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guide to trips in the UK that are ideal for walkers with different fitness levels, now it’s the turn of Europe.
An important factor in the fitness levels required when choosing a walking holiday in Europe is the weather and the time of year. Although most of our European trips fall into the ‘moderate’ category, it obviously gets hotter as you head further south, and a trip in central or southern Europe is going to be more challenging in the height of summer than it is in spring or autumn.
This is just a small selection of the European trips that we offer. Just check out the suitability description on any of our trip pages to work out if it’s the right one for you.
GENTLE TRIPS FOR FIRST TIME WALKERS
This is a gentle walk that allows time to visit historic sites and vineyards along the route. Although the second half of the week provides a little more of a challenge as the distances and climbs increase slightly, it’s generally an extremely pleasant route that allows you to discover the landscape and savour some of the finest food and wine on offer anywhere in Europe. Travellers will discover a fabled land of mediaeval chateaux, ancient monasteries and fragrant breezes where the art of living is pursued to near perfection at a gentle unhurried pace.
Vineyard Trails of the Loire
The Loire is also one of the major wine producing areas of France, and it also has the advantage of being a great centre for cuisine and historical monuments. The walking is hilly at times, but generally the mix of old pathways, farm and forest trails make for fairly gentle walking. The combination of walking, spectacular historical sites, the food and wines of the Loire, makes this walk full of interest and pleasure and an ideal place to start for those with a love of France or setting out on a walking holiday for the first time.
MODERATE TRIPS FOR THE MORE ACTIVE
Starting in France and ending in Spain, this walk follows the steep coastline where the Pyrenees meet the Mediterranean. With some days stretching for 22km and with ascents of up to 700m, you’ll certainly know that you’ve been working your legs hard by the end of the day! But this is generally a lovely walk that will pose no difficulties for someone with a decent level of fitness and experience of hill-walking. The walk includes visits to some charming fishing villages and you’ll be able to sample some lovely wines and delicious Catalan cuisine.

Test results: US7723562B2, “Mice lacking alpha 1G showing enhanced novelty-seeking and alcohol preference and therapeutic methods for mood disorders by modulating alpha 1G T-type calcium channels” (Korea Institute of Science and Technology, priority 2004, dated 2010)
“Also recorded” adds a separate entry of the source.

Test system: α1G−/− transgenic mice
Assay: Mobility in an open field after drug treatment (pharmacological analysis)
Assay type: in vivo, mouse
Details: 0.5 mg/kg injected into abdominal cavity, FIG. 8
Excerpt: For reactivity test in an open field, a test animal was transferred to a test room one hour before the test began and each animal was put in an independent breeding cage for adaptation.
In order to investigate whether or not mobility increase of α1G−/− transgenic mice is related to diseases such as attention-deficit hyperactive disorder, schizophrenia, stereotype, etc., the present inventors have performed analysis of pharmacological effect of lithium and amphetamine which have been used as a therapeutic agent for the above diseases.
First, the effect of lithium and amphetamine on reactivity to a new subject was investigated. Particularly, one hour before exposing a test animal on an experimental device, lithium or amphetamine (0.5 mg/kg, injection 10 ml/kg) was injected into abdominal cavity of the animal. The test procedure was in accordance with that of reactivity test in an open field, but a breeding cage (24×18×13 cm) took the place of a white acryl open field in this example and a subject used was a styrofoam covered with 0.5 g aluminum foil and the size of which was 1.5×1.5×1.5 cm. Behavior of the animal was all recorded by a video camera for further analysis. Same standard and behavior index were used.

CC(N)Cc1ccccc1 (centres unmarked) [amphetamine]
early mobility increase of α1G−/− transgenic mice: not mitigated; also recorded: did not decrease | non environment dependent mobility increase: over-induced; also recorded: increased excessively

Lake Como Rambling
This is a lovely walk, which includes some days that you can lengthen for a slightly bigger challenge if your legs allow it. The spectacular Lake Como, formed by glaciers during the last Ice Age, is lined by Roman Villas with beautiful gardens, and grand hotels built during the Victorian era for European and American tourists. You’ll also be able to savour some delicious Italian food and wine whilst enjoying some of the country’s most stunning views.
CHALLENGING TRIPS FOR MORE EXPERIENCED WALKERS
Our trip takes in the most impressive two-week section of the full classic Alpine Pass – it’s a route that takes you over many alpine passes, some a leisurely stroll, others a tougher proposition, but all offering their own spectacular visual rewards. There are some long days but lifts and cable cars can be used to shorten some of the walks and overnight locations can all be reached by public transport in case of bad weather. However, this trek is a definite challenge, which involves much daily uphill and downhill walking, and is only suitable for fit walkers who can readily manage days with more than 1000m ascent and descent.
Tour du Mont Blanc
This classic alpine walk circumnavigates Western Europe’s highest mountain over passes and through the valleys of three contrasting countries. Walkers can savour the food and wine of France, Italy and Switzerland and enjoy some of the finest scenery in the world. There are no vertigo-inducing sections on this walk provided you stick to the itinerary as described in the route notes and defined on the maps; and avoid the ‘variations’. We make it clear in the notes which alternate routes in our opinion do require a ‘head for heights’. Some of the walks can be shortened if desired by the use of cable cars or (in Italy) a local bus service.
Our 2019 dates have been announced for the Tour du Mont Blanc – so now is the time to secure your place on one of the classic alpine walking tours. Here are just some of the reasons why we think you should book this spectacular trip…
1. EIGHT fixed departure days for summer 2019
The Tour du Mont Blanc is a self guided walking holiday – but due to the logistics of baggage transfer, the trip departs on fixed dates throughout the summer season. Our 8 departure dates, spanning the entire summer, give you plenty of options for when to do the trip.
2. Support from our friendly, knowledgeable team in London
Our London office is staffed by people with plenty of walking experience, and an in-depth knowledge of our holidays. They can provide you with all the information you need and answer all of your questions, providing support both before and during your trip.
3. Walk independently, but at the same time as other Sherpa travellers
Although the Tour du Mont Blanc is a self guided holiday, the fact that the trip departs on fixed dates means there will always be a small number of other Sherpa walkers doing the tour at the same time. So you can be as sociable or independent as you like – it’s the best of both worlds!